Ruthenium is the cheapest of all PGMs, and so is favoured in chemical catalyst applications. Ruthenium catalysts are employed in the production of caprolactam and adipic acid feedstocks for nylon and polyester production in China. Demand for these materials is robust and is expected grow in parallel with China’s growing domestic economy.
In the electrochemical sector, Ruthenium and Iridium coated electrodes are used to produce diluted bleach via electrochlorination. This has applications in water purification such as the treatment of contaminated ship ballast water, swimming pool chlorination and marine sewage treatment, as well as uses in the production of PVC and hydrogen peroxide. For instance, a third of global ballast water treatment systems use Ruthenium-containing electrochlorination systems, and due to its higher efficiency, it is the favoured method over competing water treatment technologies, such as ultraviolet, disinfectant and ultrasound. Due to stringent environmental regulations by the International Maritime Organisation introduced in 2019, stipulating that all vessels weighing more than 400 tons be fitted with a ballast water treatment system by 2024, in the next few years 40,000 vessels will be requiring new ballast water treatment systems to continue operating. The Ruthenium demand from these applications is growing, especially as electrodes degrade over time and will require Ruthenium top-ups.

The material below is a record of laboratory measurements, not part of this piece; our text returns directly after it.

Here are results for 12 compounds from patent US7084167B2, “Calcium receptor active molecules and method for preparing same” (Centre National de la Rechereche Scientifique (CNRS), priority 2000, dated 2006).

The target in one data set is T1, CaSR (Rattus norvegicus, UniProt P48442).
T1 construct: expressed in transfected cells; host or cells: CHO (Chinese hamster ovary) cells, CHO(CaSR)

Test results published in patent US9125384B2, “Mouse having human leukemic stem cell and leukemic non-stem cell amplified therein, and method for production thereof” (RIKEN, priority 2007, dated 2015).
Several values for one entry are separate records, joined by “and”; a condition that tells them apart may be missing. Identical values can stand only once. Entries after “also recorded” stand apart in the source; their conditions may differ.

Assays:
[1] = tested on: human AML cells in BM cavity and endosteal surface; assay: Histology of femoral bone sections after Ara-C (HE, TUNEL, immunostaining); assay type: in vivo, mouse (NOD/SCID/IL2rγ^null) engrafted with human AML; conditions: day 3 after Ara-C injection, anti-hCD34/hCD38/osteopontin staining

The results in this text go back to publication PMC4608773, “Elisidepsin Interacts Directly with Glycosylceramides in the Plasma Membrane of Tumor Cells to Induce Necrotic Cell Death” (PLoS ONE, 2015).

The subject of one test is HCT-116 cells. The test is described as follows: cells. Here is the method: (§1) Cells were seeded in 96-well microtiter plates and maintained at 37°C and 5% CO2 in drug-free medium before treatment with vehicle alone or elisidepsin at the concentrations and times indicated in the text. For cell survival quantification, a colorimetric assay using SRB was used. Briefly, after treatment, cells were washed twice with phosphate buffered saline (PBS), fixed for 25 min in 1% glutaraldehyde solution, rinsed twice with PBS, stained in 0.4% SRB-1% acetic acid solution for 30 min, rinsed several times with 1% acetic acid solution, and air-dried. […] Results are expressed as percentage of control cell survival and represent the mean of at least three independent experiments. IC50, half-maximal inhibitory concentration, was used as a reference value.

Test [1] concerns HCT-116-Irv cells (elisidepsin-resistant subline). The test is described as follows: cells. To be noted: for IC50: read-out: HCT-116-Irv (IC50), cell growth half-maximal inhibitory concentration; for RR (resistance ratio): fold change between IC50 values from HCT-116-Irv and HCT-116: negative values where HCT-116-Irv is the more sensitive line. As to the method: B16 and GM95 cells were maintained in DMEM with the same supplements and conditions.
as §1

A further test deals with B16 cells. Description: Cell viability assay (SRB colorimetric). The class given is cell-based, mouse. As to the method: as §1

Another key area of growth in the electrochemical sector is the chlor-alkali industry, where 14% of global Ruthenium production is used to produce chlorine and caustic soda. The biggest consumer of caustic soda is by alumina refineries. Other downstream products of caustic soda include epoxy resin, super absorbent polymers, semiconductors etc.
A rapidly developing application which is soon expected to increase demand for Ruthenium is PEM hydrogen fuel-cell electrodes, which are used in hydrogen powertrains and power generation. The addition of Ruthenium in Platinum catalysts is essential to maintain their longevity. Ruthenium prevents catalyst poisoning by trace carbon monoxide in hydrogen fuel. With government-backed investments in hydrogen power infrastructure projects in the US, Europe and Asia coming online in the next decade, finally accelerating the development of hydrogen power, Ruthenium demand from this sector is expected to grow significantly.